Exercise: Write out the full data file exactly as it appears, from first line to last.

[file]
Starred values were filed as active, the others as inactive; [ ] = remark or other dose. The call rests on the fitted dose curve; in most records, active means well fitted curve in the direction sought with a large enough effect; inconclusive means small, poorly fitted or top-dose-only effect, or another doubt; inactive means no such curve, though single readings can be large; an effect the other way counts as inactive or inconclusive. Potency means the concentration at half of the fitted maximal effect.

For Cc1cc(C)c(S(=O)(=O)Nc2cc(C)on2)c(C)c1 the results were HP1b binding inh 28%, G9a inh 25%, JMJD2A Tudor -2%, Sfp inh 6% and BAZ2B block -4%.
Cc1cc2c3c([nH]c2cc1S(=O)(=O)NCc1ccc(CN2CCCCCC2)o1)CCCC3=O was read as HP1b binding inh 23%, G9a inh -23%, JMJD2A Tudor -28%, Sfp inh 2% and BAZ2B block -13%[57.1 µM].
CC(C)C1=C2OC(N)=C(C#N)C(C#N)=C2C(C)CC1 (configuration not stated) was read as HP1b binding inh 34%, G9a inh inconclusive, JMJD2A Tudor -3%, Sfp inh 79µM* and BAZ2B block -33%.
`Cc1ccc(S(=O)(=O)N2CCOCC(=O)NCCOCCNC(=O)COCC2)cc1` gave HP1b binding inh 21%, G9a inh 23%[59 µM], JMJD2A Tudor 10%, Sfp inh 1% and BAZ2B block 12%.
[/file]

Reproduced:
Starred values were filed as active, the others as inactive; [ ] = remark or other dose. The call rests on the fitted dose curve; in most records, active means well fitted curve in the direction sought with a large enough effect; inconclusive means small, poorly fitted or top-dose-only effect, or another doubt; inactive means no such curve, though single readings can be large; an effect the other way counts as inactive or inconclusive. Potency means the concentration at half of the fitted maximal effect.

For Cc1cc(C)c(S(=O)(=O)Nc2cc(C)on2)c(C)c1 the results were HP1b binding inh 28%, G9a inh 25%, JMJD2A Tudor -2%, Sfp inh 6% and BAZ2B block -4%.
Cc1cc2c3c([nH]c2cc1S(=O)(=O)NCc1ccc(CN2CCCCCC2)o1)CCCC3=O was read as HP1b binding inh 23%, G9a inh -23%, JMJD2A Tudor -28%, Sfp inh 2% and BAZ2B block -13%[57.1 µM].
CC(C)C1=C2OC(N)=C(C#N)C(C#N)=C2C(C)CC1 (configuration not stated) was read as HP1b binding inh 34%, G9a inh inconclusive, JMJD2A Tudor -3%, Sfp inh 79µM* and BAZ2B block -33%.
`Cc1ccc(S(=O)(=O)N2CCOCC(=O)NCCOCCNC(=O)COCC2)cc1` gave HP1b binding inh 21%, G9a inh 23%[59 µM], JMJD2A Tudor 10%, Sfp inh 1% and BAZ2B block 12%.